All the experiments described above are conducted with 80 ensemble members, which is an adequate ensemble size and seemingly affordable by operational NWP centers. However, when the ensemble size is small, the potential benefits of the new method must also be evaluated. We also ran experiments with a small ensemble of 10 members. At the end of the following section, the results of those small ensemble experiments are compared to those of larger ensembles. In this study, sensitivity experiments on the observation density and the number of ensemble members used the parameters tuned with respect to the dense observation group. The qualitative nature of some of the results might change if the localization and inflation are tuned for each unique case, which we will test in future work.

4. Results

a. Deep learning

Figure 2 shows the vorticity and compares one instance of the streamfunction field from true field, observation, and CAE reconstruction. Figure 2c is the dense observation field of FullObs which was generated by adding random noise to the true field (Fig. 2b), and in PartObs (Fig. 2d), information is missing in regions where the streamfunction has relatively low values, which is usually associated with high vorticity (Fig. 2a). With limited information from the PartObs, the CAE reconstructed streamfunction (Fig. 2e) resembles the true full field closely. The CAE reconstruction contains minor errors in some details, such as the intensity of local maxima and minima, but gains accurate patterns in the large-scale distribution of eddies. It also smooths out the random noise in the observations, which might benefit simulations in real applications. The mixed streamfunction field (MixObs; Fig. 2f) reserves the partial observations which we can get directly from PartObs and complements the missing information with the CAE reconstruction. This mixing makes the representation in observable regions more accurate but also brings back the random noise in observable regions.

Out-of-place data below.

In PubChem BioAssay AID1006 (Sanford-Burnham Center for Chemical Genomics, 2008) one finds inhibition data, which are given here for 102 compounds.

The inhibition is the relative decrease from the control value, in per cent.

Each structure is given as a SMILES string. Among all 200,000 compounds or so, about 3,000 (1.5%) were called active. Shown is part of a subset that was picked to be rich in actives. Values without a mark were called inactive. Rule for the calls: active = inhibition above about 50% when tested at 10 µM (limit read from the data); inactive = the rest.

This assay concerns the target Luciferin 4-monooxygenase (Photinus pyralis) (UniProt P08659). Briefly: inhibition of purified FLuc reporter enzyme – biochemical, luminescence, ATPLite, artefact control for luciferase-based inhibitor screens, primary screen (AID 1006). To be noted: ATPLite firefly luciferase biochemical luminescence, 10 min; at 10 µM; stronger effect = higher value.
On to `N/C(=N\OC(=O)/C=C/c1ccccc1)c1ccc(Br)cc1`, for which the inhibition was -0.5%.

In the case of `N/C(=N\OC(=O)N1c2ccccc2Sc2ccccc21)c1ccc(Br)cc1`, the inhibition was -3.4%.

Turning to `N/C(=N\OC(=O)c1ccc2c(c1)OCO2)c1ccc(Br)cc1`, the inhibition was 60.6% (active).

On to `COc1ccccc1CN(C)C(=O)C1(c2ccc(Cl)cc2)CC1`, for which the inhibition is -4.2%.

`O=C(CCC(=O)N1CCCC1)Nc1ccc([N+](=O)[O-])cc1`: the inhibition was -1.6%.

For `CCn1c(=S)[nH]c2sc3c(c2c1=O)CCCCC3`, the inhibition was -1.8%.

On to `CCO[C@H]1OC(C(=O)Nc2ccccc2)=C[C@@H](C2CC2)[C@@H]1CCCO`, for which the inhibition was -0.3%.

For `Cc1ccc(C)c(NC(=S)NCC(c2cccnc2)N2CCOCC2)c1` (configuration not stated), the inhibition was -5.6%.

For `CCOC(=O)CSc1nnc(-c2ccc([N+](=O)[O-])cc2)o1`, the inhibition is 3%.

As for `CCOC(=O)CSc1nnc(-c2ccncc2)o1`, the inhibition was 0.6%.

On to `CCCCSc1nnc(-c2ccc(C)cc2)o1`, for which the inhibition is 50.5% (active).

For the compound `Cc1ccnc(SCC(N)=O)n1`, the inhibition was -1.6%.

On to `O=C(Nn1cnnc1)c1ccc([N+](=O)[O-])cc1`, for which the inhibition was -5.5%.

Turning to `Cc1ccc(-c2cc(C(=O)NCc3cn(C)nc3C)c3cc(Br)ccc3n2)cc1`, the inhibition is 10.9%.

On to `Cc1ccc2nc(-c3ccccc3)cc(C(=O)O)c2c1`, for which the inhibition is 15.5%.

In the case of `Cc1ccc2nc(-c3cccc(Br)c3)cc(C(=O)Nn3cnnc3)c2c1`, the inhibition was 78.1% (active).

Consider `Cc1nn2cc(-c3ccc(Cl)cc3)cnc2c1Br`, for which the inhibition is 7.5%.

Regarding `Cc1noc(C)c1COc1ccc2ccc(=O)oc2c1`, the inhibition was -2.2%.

Fig. 2.
Fig. 2.

The (a) vorticity (10−6 s−1) and streamfunction (106 m2 s−1) on a randomly selected day from (b) true field, (c) FullObs observation, (d) PartObs observation, (e) CAE reconstruction based on PartObs, and (f) MixObs, which is generated by combining the CAE reconstruction in(e) and the PartObs observed streamfunction in (d). The Southern Hemisphere is not shown because there is no stochastic stirring and therefore few eddies.

Citation: Monthly Weather Review 150, 8; 10.1175/MWR-D-21-0288.1

To demonstrate that the CAE indeed learned a “skillful” of reconstruction instead of simply picking out resembling snapshots from training data, we compared the root-mean-square error (RMSE) in the mixed observations (MixObs, MixObsSC, and MixObsVSC) with the analog retrieval (ResObs), in which we select the instance in the CAE training dataset that resembles the PartObs fields most (measured by RMSE in observable regions). Figure 3 depicts the RMSE of those four groups versus truth data (including all grid points) over the last 100 days of assimilation cycling. We can see that the RMSE of the mixed fields of CAE reconstructions and PartObs is on the order of 2 × 106 m2 s−1, whereas the RMSE of the analog retrievals is 4–5 times higher than the MixObsVSC. Therefore, the CAE reconstruction is highly skillful and differs from “retrieving” images from its training dataset.

Fig. 3.
Fig. 3.